A freight train derailment in eastern Ohio involved a failed tire that overheated without initially triggering the alert threshold set for rail defects, according to a preliminary report by federal safety officials. investigator
The Norfolk Southern Railway train passed three wayside detectors before the derailment which led to a toxic chemical spill from several train cars. Two of the three detectors recorded an increase in the temperature of the overheating wheel bearing, but only the third detector in East Palestine, Ohio, recorded a temperature high enough to trigger a warning to the train crew.
“Norfolk Southern needs to reevaluate their shipping practices to include the rate of temperature increase between readings,” said Russell Quimby, a retired investigator for the US National Transportation Safety Board.
Within the private US freight rail system, freight railroad companies set their own temperature thresholds for wayside detectors, also known as hot box detectors. The US Federal Railroad Administration, which creates and enforces US railroad safety regulations, does not currently set standards for such detectors.
“Surprisingly, they are not required, nor regulated in any capacity,” said Jared Cassity, director of the transportation division of the International Association of Sheet Metal, Air, Rail, and Transportation Workers.
Cassity also expressed concern about the fact that the temperature rose to 65°F (36°C) between the first and second wayside detectors but no warning or information was sent to the train crew.
Only a third detector located near the East Palestine derailment site sent a warning to train crews after recording a temperature greater than 253°F (122°C) above ambient temperature.
Norfolk Southern typically requires train crews to stop and inspect hot tire tracks when their temperature is between 170 and 200°F (76-93°C). Rails with tire bearing temperatures beyond the standard should be separated from the train and placed on the rail sidings branching from the main track.
“This one seemed to go about 30 miles before it failed, with plenty of time to put the car on a siding,” Quimby said. “Bearings rise in temperature as gradually as this one is not usually cooler.”
After getting the detector’s warning, the train engineer added the use of a dynamic braking system that uses the train’s motors as generators to slow the train and dissipate the mechanical energy as heat. An automatic braking system also activates the train’s main air brakes – something that can be triggered if a derailment disconnects the air brake hose between the railcars.
The freight train was traveling at about 47 miles per hour (76 kilometers per hour) at the time of the derailment.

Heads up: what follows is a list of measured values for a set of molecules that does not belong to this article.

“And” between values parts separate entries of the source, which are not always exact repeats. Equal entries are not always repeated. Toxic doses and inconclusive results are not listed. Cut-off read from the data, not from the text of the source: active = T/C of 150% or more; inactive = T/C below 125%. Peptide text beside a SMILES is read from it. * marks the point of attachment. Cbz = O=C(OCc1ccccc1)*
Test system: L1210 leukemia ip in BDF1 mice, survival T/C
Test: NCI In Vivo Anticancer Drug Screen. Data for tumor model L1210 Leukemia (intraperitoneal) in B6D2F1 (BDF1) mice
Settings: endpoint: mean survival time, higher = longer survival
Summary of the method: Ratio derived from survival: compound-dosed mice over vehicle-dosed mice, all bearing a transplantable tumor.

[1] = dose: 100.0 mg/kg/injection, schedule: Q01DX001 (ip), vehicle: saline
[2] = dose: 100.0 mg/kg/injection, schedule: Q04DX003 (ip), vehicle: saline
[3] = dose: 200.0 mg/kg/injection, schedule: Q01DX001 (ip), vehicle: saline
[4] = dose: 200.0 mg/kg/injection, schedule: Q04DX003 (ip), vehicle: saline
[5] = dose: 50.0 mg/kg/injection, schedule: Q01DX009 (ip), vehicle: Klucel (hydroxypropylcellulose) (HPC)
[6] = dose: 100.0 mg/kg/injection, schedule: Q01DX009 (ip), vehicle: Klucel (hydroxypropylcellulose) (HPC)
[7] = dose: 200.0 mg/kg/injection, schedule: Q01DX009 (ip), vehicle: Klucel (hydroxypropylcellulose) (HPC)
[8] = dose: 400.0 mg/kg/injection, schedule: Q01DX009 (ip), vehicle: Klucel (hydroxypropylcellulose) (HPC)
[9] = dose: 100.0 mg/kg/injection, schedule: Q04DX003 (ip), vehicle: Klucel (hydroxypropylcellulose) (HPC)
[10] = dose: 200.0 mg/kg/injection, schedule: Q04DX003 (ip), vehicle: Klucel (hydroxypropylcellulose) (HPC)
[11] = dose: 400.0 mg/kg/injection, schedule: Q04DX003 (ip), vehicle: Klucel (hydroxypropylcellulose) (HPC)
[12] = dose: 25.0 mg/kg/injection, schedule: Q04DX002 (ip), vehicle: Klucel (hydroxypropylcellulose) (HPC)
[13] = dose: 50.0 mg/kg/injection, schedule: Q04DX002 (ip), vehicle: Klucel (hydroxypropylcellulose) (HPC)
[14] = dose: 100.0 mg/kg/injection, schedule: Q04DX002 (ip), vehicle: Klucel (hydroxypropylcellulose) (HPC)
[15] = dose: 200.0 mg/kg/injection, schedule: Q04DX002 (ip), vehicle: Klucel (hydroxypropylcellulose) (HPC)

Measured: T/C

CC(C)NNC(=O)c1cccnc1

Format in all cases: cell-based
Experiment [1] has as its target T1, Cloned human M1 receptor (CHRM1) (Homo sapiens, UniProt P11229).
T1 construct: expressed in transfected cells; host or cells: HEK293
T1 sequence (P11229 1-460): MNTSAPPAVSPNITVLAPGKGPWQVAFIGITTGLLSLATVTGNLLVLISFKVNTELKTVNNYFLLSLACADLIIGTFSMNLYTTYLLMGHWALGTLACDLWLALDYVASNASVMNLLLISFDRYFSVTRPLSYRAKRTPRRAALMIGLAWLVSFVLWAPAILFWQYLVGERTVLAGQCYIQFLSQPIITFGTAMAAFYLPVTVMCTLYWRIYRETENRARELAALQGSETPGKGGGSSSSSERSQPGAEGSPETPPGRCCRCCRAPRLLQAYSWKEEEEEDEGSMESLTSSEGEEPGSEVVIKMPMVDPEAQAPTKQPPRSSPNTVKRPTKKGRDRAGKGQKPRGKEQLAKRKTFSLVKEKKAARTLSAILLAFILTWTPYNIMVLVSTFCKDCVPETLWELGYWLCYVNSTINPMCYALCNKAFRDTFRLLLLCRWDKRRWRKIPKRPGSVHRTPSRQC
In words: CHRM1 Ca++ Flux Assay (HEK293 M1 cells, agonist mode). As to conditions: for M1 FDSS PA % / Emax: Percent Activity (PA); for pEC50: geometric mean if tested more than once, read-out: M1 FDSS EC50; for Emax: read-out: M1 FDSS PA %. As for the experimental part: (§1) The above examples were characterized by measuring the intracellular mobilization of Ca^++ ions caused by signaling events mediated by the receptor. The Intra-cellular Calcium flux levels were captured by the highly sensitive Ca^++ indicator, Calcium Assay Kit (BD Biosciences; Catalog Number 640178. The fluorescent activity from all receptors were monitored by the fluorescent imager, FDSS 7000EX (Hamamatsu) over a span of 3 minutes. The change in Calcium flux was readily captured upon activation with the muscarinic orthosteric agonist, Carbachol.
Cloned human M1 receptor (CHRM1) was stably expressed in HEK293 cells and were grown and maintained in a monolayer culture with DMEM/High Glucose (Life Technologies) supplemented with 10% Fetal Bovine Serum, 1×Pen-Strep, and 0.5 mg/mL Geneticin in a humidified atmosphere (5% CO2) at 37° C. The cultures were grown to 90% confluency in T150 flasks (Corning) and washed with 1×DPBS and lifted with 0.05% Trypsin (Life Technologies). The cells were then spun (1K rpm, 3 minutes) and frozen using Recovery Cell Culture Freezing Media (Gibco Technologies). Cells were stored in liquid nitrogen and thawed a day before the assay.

Norfolk Southern said in a statement that its trackside detectors triggered a temperature “among the lowest in the railroad industry.” It also said that all wayside detectors at the scene of the incident were found to be operating as designed.
“As an industry, railroads will use this initial report to shape a thoughtful, fact-driven approach to prevent another similar accident before it happens elsewhere,” said the Association for American Railroads. , an industry organization, in a prepared statement.
But railroad unions have expressed safety concerns over major U.S. freight railroad companies implementing precisely scheduled rail strategies that force crews to perform train inspections. which is faster. Cassity described train inspection times as reduced from 3 to 4 minutes per car to about 30 to 60 seconds per car.
The tire that failed was on a rail with many plastic pellets, said Jennifer Homendy, chair of the National Transportation Safety Board, in a press briefing on February 23. The hot axle connected to the wheel bearing together with the plastic pellets to start the initial fire accompanied by derailment.
Such tires can fail for a variety of reasons, including fatigue cracking, water or mechanical damage, a loose bearing or a tire defect. Federal investigators are still looking into possible causes.
“The roller bearings failed,” said Homendy. “But it’s absolutely critical for problems to be identified and addressed early so they don’t run to failure.”
The investigation did not uncover any operational issues with the roadside detectors. But Homendy said federal investigators will look into how Norfolk Southern used and set up trackside detectors, along with how train crews received alerts from the detectors.
He also highlighted the wide variety of detector standards among railroad companies and the lack of federal regulation for detectors. “The warning threshold is set by the railroads, and it varies by railroad,” Homendy said. “We’ll see if we need to change.”
Before issuing a final report, the National Transportation Safety Board plans to hold an “unusual” investigative field hearing in East Palestine this spring. That process includes talking to the public, gathering facts from witnesses, and discussing and agreeing on possible solutions.
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